Ac­tress ready to wear a crown

The White Princess star Jodie Comer tells how she got an early start in her ca­reer.

The Press - The Box - - COVER STORY -

Though it never oc­curred to Bri­tish ac­tress Jodie Comer to per­form for a liv­ing, she knew at 13 that she loved pre­tend­ing to be some­body else. ‘‘I’d done act­ing at a lo­cal drama school on Satur­days,’’ she says. ‘‘I just en­joyed it. It never en­tered my mind I could pos­si­bly do it for a ca­reer. We were do­ing a tal­ent show, me and my three friends were do­ing a dance from Chicago. I’d gone on hol­i­day with my par­ents and my friends mes­saged me to say, ‘Just so you know, you can’t be in the dance any­more be­cause you’ve not been here to prac­tice’.

‘‘So be­ing a 13-year-old I was ab­so­lutely heart­bro­ken,’’ she says in her Liver­pudlian ac­cent. It was then her mother sug­gested that she re­peat the mono­logue she’d given at the Liver­pool Drama Fes­ti­val a few months ear­lier, to re­gain her po­si­tion in class. ‘‘My drama teacher let me do it, and af­ter that she kind of had her eye on me,’’ says Comer. A few weeks later BBC ra­dio was seek­ing a young girl for the ra­dio play, The Tin Man. It was her very first au­di­tion and she landed the part. ‘‘Lots of lo­cal pro­fes­sional ac­tors and ac­tresses were in The Tin Man,’’ she re­calls.

‘‘I just loved it so much. They said, ‘If you en­joy it that much you could pos­si­bly make a ca­reer out of it’. So an ac­tress kindly in­tro­duced me to her agent in Manch­ester and put me in touch with a pho­tog­ra­pher for some head-shots, and that was my first pro­fes­sional move.’’

At 24, Comer is al­ready a sea­soned vet­eran as she proves with her lat­est role as Princess Eliz­a­beth of York in the drama The White Princess. The series is a pre­quel to the ear­lier The White Queen, in which Comer slips into Lizzie’s bro­caded slip­pers and be­comes the first Tu­dor queen.

She says she is trans­fixed by the emo­tions she’s able to em­u­late in her act­ing. ‘‘Emo­tions fas­ci­nate me, just be­ing able to ex­press my­self through act­ing. I love that. And I think in ev­ery day life you’re al­ways try­ing to re­press your emo­tions. Like if you’re sad, you don’t want to show it to some­one else,’’ she says.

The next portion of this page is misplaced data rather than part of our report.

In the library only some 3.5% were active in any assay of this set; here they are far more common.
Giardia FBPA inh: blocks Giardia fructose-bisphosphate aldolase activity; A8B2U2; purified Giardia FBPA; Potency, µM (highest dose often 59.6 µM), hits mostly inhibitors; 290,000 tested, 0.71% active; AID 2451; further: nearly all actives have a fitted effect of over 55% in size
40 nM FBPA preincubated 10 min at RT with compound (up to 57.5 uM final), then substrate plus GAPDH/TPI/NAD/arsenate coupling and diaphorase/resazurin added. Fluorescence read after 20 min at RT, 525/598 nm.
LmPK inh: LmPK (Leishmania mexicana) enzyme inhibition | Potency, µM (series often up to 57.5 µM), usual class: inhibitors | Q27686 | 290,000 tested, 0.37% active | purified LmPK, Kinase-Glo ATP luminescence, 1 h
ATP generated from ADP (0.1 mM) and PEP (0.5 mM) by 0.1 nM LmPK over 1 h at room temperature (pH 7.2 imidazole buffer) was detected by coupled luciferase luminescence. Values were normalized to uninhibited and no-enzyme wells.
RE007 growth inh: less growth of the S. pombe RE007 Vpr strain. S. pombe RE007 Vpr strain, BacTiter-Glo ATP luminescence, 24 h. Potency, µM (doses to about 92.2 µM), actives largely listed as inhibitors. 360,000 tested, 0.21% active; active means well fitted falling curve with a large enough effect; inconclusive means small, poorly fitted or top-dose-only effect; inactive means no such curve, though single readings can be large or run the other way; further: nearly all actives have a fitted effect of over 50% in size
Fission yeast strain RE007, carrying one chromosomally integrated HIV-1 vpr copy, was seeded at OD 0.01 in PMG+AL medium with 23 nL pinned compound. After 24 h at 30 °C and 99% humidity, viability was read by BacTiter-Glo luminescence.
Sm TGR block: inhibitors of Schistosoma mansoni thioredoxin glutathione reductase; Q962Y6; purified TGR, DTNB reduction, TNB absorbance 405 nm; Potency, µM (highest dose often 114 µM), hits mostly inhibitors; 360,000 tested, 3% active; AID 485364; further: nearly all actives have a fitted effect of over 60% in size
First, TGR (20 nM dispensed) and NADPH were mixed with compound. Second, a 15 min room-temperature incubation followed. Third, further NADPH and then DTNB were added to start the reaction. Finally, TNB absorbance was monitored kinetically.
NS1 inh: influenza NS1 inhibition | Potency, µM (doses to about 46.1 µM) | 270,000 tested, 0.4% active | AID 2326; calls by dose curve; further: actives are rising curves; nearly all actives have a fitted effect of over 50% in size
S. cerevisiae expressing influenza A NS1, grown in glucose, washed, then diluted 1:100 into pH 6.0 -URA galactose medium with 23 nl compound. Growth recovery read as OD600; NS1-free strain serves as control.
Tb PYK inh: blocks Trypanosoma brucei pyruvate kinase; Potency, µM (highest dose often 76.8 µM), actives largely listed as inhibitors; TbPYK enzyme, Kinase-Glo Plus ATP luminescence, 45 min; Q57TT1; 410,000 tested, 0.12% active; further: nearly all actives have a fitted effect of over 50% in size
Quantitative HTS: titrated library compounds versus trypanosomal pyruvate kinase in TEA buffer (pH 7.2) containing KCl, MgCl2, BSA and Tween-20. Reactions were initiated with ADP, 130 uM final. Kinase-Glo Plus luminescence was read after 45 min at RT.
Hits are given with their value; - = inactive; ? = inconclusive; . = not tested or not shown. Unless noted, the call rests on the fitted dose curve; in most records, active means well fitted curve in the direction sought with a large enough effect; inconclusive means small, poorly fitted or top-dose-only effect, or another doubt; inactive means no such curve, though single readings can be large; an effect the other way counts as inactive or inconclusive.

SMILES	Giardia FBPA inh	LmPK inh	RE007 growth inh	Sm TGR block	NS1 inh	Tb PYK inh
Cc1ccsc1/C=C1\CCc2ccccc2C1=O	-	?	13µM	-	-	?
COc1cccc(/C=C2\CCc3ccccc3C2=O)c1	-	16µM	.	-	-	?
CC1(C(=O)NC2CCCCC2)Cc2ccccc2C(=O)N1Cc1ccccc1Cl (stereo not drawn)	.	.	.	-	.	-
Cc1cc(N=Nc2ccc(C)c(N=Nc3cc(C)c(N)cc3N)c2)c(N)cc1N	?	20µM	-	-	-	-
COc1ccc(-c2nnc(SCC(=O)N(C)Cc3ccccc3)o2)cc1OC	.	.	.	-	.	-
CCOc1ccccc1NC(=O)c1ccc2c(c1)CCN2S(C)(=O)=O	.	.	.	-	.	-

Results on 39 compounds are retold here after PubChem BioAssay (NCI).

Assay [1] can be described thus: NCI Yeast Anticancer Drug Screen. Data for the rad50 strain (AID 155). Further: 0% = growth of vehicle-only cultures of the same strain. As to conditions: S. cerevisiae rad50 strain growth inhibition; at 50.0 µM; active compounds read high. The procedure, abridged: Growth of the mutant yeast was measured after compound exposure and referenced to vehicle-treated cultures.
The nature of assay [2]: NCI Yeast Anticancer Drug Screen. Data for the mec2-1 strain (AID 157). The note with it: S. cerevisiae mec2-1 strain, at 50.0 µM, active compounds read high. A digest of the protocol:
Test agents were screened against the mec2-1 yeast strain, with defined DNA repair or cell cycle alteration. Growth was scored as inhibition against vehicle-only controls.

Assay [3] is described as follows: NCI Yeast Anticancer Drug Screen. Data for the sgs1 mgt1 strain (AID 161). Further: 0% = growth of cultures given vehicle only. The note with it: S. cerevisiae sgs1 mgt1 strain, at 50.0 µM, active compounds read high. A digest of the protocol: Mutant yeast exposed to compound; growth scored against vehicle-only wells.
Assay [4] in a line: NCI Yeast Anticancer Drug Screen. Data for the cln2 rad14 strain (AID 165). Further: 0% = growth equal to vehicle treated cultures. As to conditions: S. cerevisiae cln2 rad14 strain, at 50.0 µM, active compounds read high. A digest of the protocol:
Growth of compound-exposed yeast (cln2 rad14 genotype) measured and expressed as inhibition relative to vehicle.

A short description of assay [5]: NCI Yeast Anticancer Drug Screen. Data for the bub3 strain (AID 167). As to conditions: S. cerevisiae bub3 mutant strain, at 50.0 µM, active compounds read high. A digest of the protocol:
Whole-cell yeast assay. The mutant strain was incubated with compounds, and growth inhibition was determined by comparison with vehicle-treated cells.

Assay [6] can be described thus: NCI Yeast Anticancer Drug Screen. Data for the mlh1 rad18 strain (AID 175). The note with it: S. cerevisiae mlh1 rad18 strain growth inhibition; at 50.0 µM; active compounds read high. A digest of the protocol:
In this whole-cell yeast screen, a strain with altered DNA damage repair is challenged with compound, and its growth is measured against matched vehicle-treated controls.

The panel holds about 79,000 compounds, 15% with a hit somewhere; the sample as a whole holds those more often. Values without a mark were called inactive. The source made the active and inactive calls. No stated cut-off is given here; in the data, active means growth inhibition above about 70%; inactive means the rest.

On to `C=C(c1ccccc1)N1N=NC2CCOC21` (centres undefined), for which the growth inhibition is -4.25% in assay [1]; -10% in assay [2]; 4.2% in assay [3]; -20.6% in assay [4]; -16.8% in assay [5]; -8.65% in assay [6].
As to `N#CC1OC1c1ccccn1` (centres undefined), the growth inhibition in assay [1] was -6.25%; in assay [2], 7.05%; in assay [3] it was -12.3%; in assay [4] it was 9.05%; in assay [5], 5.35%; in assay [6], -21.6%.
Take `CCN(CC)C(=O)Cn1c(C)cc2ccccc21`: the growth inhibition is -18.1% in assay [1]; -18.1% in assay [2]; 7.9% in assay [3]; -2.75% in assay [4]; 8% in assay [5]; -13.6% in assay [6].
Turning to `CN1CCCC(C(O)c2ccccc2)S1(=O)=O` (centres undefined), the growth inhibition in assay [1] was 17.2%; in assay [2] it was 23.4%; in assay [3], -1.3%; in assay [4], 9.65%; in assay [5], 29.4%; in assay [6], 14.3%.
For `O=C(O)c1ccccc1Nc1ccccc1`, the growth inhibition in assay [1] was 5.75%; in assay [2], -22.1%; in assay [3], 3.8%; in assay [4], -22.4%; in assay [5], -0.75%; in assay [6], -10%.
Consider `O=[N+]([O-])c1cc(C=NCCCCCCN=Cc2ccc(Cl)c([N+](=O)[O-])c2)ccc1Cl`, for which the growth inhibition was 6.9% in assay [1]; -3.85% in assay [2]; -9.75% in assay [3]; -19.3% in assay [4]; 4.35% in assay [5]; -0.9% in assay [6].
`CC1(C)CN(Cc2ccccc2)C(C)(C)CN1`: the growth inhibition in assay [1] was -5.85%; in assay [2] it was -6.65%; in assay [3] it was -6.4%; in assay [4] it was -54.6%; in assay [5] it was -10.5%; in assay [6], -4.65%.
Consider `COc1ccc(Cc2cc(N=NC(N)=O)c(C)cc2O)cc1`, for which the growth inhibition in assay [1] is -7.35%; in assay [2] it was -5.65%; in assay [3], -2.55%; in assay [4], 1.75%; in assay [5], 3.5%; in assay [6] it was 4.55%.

‘‘With act­ing you have to just tell the truth in each mo­ment.

And some­times you might do a scene, and then ei­ther you’re laugh­ing or you’re sad.

Some­times it can be re­ally over­whelm­ing in a re­ally good way, if you feel some­thing. I en­joy most feel­ing things and con­nect­ing with an­other per­son. If you come away from a scene with some­one and you think, ‘That made me feel re­ally alive. Yeah’.’’

She ad­mits it can be in­tim­i­dat­ing tak­ing on a role like young Lizzie, who was to be­come the mother of Henry VIII.

‘‘There’s al­ways doubt,’’ says Comer. ‘‘I think you’re your worst en­emy with that kind of stuff. But I like the feel­ing of go­ing, ‘Oh, God, this is a re­ally big thing and it’s go­ing to be a chal­lenge’. I kind of thrive off that be­cause you have to put your­self in those sit­u­a­tions other­wise you’re never go­ing to progress. You do have to chal­lenge your­self. I think scared is a good thing.’’

Comer, who did well in school but be­came im­pa­tient with it once she started act­ing, says her par­ents al­ways al­lowed her to make her own pro­fes­sional de­ci­sions, even though she was very young.

‘‘When I had to leave my old agent, I was maybe 15, my dad was like, ‘Well, you know where the phone is. You ring her your­self. We’ll be here. But this is all yours’.

‘‘Through all my teens that’s al­ways what they’ve done. They’ve never made a de­ci­sion for me. So I’ve had all these lit­tle things I’ve had to do my­self and had to over­come. So know­ing I had their sup­port, but they’ve kind of let me take the reins.’’

She still lives at home with her fa­ther, a sports ther­a­pist for a foot­ball club and her mother, an of­fice worker for Liver­pool trans­port.

She re­calls a tough time in her mid-teens when she wres­tled with an eat­ing dis­or­der.

‘‘When I was 16, food and self­im­age was some­thing I be­came very aware of, and I think it’s hard — es­pe­cially now with the way so­cial me­dia is and all those kinds of things. I think that was the time I strug­gled. I’m very for­tu­nate that I’ve got a very lov­ing fam­ily and I’m very lucky that I haven’t had many dif­fi­cult times ... I don’t want to go too much into it, but I had those kinds of [anorexic] is­sues.’’

Con­tin­u­ing she says, ‘‘I think it’s a uni­ver­sal thing, it’s true to any teenage girl ... To be phys­i­cally strong is so em­pow­er­ing to me. I like to feel strong, but that pres­sure is al­ways there. I got into act­ing be­cause I wanted to act. I didn’t look like a model, didn’t want to look like a model. As long as I con­tinue to do good act­ing and a solid work, then I’m happy’’. – TNS

The White Princess, Tues­days, 8.30pm, Prime.

Jodie Comer says it can be in­tim­i­dat­ing tak­ing on a role like Princess Eliz­a­beth of York.

Michelle Fair­ley plays Lady Mar­garet Beau­fort in The White Princess.

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